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Thomas Heatherwick’s Seed Cathedral, the British pavilion at Shanghai Expo 2010, has won the Lubetkin Prize for architecture.

Have you ever become so fixated on something that you stare at it for ages, hypnotized by its beauty, dreaming of ways you might one day be in the presence of your beloved, perhaps even touch that glowing surface? No, ladies, I'm not talking about Robert Pattinson. Go back to watching the Eclipse trailer.

The Seed Cathedral is the British pavilion at Shanghai Expo 2010, and ever since it was unveiled last month it has seemed to me the most wondrous building in the world. Some learned minds must agree, because today it won architecture's equivalent of the Miss Universe contest (okay, it's formally known as the Lubetkin Prize, given each year to the best British-designed building in the world by the Royal Institute for British Architects.)

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Think of a sea anemone gently undulating underwater, or Albert Einstein's hair dancing in the wind, or a cubical Maltese terrier, and you'll have some idea of what the Seed Cathedral looks like (or just stare at it in motion, as I often do Designed by London's Heatherwick Studios, the pavilion is made of 60,000 fibre optic rods, each the length of three tall men, attached to a timber frame. The rods carry light into the building's interior and - in case you were wondering about the name - have at least one seed embedded in the tip.

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World expos like the one in Shanghai are always at least partly a boasting exercise - each country trying to outdo the others by flexing their skill and innovations. In this case, Britain has chosen to show off one of its finer achievements, the Millennium Seed Bank, which plans by the end of the next decade to have gathered samples of a quarter of the world's most threatened plants. The Seed Bank, in conjunction with China's Kunming Institute of Botany, provided the seeds for the fibre optic rods.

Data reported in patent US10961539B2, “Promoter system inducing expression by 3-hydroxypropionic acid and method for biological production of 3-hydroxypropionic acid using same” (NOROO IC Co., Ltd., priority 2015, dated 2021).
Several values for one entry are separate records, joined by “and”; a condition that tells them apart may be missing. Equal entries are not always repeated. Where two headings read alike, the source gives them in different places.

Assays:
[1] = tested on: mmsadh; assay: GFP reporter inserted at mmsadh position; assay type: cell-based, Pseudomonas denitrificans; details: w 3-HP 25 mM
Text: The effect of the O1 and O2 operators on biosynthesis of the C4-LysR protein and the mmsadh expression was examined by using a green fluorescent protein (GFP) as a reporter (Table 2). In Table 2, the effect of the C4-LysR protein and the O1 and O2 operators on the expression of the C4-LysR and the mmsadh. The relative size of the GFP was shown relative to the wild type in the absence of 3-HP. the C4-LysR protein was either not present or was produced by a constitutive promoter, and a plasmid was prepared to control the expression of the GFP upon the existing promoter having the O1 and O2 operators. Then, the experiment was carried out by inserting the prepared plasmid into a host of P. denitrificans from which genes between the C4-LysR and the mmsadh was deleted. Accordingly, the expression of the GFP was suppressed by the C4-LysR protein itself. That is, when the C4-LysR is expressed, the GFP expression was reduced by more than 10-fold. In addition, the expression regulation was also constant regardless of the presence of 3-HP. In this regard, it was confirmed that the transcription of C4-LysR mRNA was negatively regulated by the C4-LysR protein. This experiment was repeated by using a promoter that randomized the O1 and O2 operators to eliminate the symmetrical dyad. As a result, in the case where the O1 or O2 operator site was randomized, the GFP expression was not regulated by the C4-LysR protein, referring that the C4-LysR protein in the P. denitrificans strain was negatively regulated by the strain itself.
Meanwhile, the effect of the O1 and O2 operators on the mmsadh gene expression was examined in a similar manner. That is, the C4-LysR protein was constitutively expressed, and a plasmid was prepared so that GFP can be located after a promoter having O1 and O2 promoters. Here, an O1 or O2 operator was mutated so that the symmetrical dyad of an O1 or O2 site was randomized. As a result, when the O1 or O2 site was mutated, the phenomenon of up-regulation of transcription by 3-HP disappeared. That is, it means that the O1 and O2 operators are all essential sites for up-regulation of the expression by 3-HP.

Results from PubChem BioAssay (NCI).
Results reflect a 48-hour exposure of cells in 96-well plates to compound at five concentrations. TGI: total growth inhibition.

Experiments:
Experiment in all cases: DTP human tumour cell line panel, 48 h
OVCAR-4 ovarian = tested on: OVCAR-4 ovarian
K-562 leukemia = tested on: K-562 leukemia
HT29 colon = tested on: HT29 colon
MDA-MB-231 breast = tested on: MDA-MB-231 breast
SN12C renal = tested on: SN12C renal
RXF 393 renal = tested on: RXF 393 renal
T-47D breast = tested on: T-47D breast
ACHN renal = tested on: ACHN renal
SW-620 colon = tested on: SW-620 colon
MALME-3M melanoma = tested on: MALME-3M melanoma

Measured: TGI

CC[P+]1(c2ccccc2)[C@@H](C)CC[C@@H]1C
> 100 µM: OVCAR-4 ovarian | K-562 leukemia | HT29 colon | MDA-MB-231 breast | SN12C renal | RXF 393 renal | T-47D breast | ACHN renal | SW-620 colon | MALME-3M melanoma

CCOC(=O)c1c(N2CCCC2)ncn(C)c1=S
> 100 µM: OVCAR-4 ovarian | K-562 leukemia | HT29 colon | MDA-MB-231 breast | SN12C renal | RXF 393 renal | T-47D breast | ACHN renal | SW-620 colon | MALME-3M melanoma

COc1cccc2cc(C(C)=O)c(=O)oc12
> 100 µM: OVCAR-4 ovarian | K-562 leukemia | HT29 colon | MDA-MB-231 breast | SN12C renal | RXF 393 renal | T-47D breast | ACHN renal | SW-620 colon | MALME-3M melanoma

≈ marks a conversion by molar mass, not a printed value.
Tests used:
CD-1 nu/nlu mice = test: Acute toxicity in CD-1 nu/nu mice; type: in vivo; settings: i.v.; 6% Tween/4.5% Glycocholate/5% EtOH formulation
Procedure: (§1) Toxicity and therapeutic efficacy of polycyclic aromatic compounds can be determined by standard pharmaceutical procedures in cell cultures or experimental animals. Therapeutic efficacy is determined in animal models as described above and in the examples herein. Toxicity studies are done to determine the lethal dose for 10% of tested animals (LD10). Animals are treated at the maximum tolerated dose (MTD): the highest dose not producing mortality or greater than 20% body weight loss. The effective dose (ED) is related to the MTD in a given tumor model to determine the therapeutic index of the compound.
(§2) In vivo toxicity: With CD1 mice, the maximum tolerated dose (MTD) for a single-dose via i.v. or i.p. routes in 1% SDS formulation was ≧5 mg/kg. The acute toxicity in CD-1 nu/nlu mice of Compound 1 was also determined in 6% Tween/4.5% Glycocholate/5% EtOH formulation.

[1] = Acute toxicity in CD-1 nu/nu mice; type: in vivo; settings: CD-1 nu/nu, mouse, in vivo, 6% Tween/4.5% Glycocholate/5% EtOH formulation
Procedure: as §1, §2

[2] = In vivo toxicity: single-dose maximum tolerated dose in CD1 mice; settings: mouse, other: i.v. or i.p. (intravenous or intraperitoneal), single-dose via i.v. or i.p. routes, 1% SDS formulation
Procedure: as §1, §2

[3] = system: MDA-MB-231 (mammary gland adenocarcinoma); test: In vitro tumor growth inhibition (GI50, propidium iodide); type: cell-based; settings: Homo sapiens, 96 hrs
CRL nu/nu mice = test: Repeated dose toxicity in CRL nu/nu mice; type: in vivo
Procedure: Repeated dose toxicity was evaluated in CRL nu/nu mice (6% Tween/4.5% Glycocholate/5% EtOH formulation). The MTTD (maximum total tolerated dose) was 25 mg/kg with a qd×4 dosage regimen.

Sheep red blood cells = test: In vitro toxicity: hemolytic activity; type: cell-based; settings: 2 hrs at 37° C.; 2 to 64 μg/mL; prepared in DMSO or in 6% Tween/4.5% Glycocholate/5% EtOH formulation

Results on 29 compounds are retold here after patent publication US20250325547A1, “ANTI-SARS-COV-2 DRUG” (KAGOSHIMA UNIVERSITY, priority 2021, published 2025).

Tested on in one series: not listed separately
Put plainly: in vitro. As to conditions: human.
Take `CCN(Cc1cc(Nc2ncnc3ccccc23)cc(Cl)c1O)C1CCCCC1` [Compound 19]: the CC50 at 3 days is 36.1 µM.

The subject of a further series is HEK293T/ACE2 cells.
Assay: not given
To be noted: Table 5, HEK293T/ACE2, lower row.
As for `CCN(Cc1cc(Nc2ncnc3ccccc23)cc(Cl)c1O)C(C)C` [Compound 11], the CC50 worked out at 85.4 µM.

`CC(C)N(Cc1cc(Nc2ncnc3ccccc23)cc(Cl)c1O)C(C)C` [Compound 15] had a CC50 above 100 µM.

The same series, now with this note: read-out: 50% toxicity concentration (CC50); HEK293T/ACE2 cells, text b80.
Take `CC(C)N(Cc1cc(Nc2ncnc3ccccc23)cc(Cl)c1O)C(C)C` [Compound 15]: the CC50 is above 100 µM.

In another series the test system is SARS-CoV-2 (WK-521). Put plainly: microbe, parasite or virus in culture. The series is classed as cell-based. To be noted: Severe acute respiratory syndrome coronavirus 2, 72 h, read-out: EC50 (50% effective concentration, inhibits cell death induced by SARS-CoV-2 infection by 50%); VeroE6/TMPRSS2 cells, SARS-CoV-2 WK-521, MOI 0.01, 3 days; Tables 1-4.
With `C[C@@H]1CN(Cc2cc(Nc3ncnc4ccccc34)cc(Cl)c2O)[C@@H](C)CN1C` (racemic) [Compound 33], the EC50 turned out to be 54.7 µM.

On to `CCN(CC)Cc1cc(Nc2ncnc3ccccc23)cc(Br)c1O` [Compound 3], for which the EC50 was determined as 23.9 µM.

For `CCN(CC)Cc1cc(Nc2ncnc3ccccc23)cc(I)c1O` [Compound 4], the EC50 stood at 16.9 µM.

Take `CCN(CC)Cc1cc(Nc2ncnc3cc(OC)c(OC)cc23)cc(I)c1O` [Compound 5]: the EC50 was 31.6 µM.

Thomas Heatherwick, the Seed Cathedral's architect, said he wanted to highlight the fact that London - contrary to its image as grimy and rather too full of humans - is actually one of the greenest cities on earth, in terms of public parks. So, beauty, idealism and pragmatism all gathered under one roof. It's time to book that ticket to Shanghai.

(Photo: Thomas Heatherwick's Seed Cathedral, the British pavilion at Shanghai Expo 2010, has won the Lubetkin Prize for architecture)

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About the Author
Columnist and Feature Writer

Elizabeth Renzetti has worked at The Globe and Mail as a columnist, reporter, and editor of the Books and Review sections. From 2003 to 2012, she was a member of the Globe's London-based European bureau. Her Saturday column is published on page A2 of the news section, and her features appear regularly in Focus. More

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